KNOXVILLE, Tenn. — The Smokies' move to Knoxville in its new multi-purpose stadium has been delayed until spring 2025.
A release said the delay from the original spring 2024 start date is "likely because of global supply chain issues and a volatile construction market."
The City of Knoxville, Knox County and Boyd Sports have agreed the new date is the most feasible, and the timing already had been discussed earlier in a Sports Authority Board meeting, according to the release. The city and county are funding the new public stadium as part of a larger private development of residential, retail and entertainment projects by GEM Community Development Group in the area near the Old City.
While the stadium may be completed earlier and available for other events such as concerts, Boyd Sports said it is not feasible to move the Smokies, the AA team of the Chicago Cubs, to Knoxville in mid-season in 2024, according to the release.
“This publicly-owned stadium will be a game-changer for East Knoxville in terms of creating opportunity and jobs, stimulating private investment and entrepreneurship, and – in the long term – helping families to build wealth,” Knoxville Mayor Indya Kincannon said. “As a venue for baseball, soccer, festivals and concerts, the stadium also will be a unique amenity that greatly enhances the quality of life in East Knoxville.
“It’s imperative that this project be done right. If that means opening the stadium a little later, it’s worth a small wait to ensure we end up with what we need and want.”
“With all the problems everyone is currently experiencing with supply chain and labor issues, this news is disappointing but not unexpected. I think the responsible thing to do is pause and come up with a good plan that addresses these new challenges,” Knox County Mayor Glenn Jacobs said.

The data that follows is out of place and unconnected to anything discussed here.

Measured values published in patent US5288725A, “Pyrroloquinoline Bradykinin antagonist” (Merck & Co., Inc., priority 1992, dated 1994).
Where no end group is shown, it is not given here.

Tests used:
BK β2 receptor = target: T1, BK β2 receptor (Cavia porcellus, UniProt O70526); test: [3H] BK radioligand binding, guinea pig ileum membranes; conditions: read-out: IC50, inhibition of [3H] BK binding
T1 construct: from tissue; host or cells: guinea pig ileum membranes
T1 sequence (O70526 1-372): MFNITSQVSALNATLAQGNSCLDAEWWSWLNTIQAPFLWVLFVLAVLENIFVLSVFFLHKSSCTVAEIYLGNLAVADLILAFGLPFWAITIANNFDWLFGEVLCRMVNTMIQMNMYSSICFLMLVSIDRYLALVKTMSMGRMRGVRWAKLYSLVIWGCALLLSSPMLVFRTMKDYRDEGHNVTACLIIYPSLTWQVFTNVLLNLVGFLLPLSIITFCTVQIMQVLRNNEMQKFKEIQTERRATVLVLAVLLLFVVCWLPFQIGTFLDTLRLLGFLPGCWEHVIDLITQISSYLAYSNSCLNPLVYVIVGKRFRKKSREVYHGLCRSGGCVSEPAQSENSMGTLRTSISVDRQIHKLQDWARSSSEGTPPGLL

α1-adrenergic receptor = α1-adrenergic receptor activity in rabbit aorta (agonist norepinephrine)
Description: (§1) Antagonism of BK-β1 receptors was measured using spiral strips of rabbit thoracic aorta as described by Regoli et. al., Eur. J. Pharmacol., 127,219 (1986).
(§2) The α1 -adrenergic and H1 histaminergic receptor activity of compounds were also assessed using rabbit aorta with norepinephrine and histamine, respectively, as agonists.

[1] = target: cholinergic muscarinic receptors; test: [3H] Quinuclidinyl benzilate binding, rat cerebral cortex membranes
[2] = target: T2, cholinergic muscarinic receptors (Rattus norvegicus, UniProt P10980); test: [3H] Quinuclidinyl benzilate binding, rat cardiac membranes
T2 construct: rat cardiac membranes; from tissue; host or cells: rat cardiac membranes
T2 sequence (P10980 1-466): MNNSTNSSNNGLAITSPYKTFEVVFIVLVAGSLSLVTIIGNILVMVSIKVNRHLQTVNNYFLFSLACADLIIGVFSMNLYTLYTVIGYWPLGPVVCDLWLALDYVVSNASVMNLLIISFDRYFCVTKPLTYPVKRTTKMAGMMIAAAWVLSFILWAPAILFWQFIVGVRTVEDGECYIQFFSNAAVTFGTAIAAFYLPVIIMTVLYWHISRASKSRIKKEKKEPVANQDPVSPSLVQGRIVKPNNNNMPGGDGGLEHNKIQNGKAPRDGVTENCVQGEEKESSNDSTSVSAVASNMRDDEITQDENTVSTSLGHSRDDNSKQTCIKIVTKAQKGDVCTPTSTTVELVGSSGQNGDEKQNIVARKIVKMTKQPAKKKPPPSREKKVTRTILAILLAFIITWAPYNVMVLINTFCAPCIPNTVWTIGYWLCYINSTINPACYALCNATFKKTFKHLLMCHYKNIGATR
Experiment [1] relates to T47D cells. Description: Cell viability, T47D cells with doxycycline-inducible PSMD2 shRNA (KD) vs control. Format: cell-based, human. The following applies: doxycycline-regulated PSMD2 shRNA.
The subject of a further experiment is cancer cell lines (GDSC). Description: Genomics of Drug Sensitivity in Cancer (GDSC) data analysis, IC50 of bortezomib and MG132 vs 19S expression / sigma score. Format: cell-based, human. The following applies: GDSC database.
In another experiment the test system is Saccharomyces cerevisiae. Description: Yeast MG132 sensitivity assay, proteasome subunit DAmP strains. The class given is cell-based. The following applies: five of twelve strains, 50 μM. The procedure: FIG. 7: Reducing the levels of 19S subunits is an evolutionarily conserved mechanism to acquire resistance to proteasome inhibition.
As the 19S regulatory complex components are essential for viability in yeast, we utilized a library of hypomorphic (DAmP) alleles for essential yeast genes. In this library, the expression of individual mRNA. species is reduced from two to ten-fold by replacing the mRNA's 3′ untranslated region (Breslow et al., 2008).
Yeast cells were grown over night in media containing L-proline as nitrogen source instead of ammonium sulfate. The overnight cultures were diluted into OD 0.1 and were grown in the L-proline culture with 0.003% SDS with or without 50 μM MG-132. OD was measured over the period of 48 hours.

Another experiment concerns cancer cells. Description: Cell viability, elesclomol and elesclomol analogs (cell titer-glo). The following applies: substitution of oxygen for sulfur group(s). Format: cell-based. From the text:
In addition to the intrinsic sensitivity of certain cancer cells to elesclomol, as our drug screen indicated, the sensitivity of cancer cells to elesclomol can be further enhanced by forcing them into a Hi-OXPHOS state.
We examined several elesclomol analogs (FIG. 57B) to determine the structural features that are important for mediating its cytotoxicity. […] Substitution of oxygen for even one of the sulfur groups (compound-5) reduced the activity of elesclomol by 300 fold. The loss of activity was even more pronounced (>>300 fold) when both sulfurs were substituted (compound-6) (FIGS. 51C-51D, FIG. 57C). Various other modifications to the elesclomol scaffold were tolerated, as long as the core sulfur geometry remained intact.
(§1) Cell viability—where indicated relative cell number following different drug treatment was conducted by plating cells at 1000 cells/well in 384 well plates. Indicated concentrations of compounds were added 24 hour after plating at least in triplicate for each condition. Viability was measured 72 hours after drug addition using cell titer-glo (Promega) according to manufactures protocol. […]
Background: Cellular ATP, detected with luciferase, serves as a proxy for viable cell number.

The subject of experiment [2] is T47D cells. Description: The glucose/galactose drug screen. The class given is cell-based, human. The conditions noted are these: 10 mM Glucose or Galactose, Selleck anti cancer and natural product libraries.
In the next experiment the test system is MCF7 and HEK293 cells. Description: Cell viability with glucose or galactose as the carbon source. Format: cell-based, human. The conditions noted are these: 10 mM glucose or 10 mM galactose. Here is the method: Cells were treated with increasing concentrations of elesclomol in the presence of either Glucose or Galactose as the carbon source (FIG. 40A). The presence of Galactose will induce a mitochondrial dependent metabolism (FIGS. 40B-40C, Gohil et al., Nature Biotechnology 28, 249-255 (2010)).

Work is scheduled to begin on the stadium property within the next 60 days with the movement of water and sewer infrastructure off the site in preparation for the project.
“We remain 100 percent committed to completing the stadium and moving the Smokies to Knoxville, and we appreciate the continued support of the city and county as we develop the new schedule together and continue the momentum on the project,” said Randy Boyd, the founder of Boyd Sports, which operates the Smokies.
Overall work is moving forward on stadium plans, along with controlling cost estimates in a rapidly changing market in construction and other market segments that includes demand for new construction and supply chain disruptions that can cause shortages or delays, according to the release. Other construction projects in the Knoxville area and across the country are facing the same supply chain and cost issues as well.
“We are continuing to work diligently on finalizing plans to provide Knoxville and Knox County a top-quality project that fits within the budget,” said Boyd, who noted the new Knoxville stadium is not a cookie-cutter type project.
“We designed this project with our community and the neighborhood in mind, and that’s why we are concentrating on retaining the elements that deliver the best fan and visitor experience possible at the most favorable cost. We intend to be good stewards of the funds for the stadium and build a structure that Knoxville and Knox County deserve.”